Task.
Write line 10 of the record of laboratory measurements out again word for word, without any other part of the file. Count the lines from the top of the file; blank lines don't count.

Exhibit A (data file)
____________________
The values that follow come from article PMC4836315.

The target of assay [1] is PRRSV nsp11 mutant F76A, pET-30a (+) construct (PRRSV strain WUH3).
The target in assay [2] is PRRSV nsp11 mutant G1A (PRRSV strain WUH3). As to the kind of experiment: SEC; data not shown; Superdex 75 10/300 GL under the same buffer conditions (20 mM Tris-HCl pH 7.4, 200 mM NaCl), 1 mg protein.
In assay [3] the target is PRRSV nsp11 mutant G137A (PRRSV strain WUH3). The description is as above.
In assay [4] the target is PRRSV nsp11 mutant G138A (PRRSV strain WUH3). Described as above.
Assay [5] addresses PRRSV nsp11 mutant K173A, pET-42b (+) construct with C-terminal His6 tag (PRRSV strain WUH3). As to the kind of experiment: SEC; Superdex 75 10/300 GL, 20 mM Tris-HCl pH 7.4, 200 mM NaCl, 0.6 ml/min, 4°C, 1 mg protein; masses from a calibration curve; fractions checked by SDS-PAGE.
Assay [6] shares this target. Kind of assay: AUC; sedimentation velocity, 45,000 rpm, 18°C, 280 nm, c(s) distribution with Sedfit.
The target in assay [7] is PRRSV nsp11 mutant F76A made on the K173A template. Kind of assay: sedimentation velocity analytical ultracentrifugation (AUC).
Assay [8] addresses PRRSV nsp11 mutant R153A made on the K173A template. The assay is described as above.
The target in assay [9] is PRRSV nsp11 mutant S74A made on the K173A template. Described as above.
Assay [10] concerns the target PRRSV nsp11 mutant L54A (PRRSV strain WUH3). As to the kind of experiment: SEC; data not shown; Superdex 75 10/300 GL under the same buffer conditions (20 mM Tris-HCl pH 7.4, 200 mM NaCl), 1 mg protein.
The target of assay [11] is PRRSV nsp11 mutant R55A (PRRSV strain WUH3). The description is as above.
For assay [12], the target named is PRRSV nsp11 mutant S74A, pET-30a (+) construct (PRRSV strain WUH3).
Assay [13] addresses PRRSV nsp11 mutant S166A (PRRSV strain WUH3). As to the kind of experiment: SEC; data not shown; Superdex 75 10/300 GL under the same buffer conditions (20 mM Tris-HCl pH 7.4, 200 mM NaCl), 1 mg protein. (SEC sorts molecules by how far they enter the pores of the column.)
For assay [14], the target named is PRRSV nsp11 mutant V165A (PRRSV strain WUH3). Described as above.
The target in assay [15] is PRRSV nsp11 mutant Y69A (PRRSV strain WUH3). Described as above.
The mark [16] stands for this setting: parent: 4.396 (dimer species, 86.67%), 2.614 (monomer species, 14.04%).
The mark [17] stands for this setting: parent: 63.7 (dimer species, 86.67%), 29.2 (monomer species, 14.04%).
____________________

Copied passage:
The target in assay [9] is PRRSV nsp11 mutant S74A made on the K173A template. Described as above.